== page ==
Earlier this month a historic occasion took place on Kosrae. The Yela Valley Ka forest, the last major Terminalia carolinensis forest in the world, is now protected by the first conservation easement in the Asia Pacific Region.
The Nature Conservancy helped the families who own the Yela Valley, a 1,400-acre valley encompassing the largest stand of Terminalia carolinensis trees in the world, several other endemic plant species and the endangered Micronesian pigeon organize the conservation easement which is funded by the U.S. Forest Service and the David and Lucille Packard Foundation.
While conservation easements are relatively common in the United States, this is the first conservation easement outside of the Americas and Hawaii. This revolutionary land deal is also preserving the culture and traditions — the forest provides freshwater, fish from the rivers and traditional medicine. The trunk and immense buttresses of the ka tree were traditionally used to make ceremonial canoes, and the nuts are an edible treat. It is also an extremely valuable watershed, with almost no invasive species, which drains into one of the most productive reef areas on Kosrae.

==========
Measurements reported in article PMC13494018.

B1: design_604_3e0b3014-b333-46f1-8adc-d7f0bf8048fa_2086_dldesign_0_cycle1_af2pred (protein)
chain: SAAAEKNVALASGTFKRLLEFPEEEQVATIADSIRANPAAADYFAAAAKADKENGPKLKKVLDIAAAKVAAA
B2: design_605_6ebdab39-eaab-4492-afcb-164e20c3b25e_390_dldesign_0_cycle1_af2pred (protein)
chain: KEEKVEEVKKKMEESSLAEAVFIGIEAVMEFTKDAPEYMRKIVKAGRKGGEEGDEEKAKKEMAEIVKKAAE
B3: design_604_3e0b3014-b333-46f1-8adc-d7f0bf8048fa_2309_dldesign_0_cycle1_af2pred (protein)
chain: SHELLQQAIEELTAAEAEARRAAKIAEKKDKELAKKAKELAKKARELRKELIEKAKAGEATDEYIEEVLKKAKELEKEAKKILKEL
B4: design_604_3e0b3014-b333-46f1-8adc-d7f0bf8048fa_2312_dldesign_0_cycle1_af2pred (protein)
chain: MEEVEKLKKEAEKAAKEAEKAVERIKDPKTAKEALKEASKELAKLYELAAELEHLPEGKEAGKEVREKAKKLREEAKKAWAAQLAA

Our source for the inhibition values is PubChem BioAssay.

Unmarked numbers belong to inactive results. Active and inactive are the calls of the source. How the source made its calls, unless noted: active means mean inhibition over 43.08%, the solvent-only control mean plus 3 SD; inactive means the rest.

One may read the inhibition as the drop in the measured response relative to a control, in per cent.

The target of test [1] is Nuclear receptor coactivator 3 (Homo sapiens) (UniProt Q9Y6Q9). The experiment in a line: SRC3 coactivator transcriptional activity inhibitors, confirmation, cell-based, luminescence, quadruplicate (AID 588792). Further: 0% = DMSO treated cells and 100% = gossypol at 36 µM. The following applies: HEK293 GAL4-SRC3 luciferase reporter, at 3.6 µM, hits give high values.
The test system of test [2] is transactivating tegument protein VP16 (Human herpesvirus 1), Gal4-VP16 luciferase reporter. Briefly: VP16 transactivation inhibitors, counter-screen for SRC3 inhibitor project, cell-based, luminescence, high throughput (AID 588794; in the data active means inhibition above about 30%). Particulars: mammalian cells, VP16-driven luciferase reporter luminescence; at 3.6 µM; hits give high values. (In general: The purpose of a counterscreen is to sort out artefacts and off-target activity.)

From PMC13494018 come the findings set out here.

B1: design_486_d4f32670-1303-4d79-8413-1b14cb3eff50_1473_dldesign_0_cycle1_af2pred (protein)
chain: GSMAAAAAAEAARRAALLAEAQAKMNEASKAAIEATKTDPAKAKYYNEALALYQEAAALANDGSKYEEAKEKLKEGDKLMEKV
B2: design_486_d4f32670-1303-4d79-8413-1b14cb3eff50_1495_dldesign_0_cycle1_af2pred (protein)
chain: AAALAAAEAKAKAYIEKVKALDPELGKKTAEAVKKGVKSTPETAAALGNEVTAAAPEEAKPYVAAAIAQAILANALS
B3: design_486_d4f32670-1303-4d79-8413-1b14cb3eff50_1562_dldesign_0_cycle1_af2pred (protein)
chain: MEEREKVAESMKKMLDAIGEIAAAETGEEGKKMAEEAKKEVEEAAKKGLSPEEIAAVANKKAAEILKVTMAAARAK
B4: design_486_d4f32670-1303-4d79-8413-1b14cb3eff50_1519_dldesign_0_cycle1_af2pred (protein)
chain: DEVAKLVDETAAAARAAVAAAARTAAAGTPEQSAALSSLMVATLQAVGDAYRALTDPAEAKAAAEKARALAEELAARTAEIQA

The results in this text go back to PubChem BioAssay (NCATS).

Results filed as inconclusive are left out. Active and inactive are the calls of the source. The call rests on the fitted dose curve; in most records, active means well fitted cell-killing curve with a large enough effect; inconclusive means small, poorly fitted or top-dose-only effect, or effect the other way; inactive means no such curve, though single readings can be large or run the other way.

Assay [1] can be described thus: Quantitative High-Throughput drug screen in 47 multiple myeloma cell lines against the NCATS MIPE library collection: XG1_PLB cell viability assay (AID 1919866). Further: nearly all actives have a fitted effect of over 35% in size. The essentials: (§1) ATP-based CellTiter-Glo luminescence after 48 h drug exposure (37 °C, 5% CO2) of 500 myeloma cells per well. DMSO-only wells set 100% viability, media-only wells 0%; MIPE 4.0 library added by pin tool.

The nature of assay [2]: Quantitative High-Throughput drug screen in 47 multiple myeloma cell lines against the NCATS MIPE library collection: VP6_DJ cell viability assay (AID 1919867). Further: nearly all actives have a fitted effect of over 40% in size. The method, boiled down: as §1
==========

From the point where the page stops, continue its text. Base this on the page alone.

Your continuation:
The full Nature Conservancy press release is here: TNC Yela Press Release
It’s good to have good news,